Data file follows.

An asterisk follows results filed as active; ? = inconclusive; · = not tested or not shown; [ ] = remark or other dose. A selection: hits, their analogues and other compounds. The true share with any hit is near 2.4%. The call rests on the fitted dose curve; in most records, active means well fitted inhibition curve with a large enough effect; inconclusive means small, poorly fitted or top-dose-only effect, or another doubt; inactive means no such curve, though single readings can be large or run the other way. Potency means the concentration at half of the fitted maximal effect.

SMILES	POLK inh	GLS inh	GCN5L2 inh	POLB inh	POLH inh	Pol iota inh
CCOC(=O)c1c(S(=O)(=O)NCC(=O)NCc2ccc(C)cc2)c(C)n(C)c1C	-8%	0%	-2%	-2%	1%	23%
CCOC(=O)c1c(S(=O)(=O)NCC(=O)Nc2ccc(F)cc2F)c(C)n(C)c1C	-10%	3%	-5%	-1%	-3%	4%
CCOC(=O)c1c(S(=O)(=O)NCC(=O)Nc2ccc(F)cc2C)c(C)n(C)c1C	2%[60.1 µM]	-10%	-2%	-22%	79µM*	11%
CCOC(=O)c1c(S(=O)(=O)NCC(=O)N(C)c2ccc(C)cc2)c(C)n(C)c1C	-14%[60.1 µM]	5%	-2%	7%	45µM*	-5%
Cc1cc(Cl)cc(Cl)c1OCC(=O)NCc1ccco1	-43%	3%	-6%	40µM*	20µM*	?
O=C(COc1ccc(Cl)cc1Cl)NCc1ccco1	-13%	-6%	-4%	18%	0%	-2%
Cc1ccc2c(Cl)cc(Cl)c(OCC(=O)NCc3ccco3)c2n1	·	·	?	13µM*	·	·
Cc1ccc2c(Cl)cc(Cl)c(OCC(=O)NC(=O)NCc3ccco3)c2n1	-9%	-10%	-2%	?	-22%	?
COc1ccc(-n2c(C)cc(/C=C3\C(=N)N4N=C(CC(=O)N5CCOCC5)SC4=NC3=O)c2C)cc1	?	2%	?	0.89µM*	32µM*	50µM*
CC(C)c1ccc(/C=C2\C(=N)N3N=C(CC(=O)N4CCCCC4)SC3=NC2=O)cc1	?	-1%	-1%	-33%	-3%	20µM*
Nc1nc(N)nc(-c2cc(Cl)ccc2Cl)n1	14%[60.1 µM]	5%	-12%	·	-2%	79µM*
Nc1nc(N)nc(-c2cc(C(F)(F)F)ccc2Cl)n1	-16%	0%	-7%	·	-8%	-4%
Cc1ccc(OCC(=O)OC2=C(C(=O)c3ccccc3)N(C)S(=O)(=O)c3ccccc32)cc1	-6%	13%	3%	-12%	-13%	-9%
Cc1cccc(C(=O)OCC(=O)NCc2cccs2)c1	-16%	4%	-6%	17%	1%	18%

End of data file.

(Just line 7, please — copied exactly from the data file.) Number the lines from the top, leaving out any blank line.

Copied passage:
Cc1cc(Cl)cc(Cl)c1OCC(=O)NCc1ccco1	-43%	3%	-6%	40µM*	20µM*	?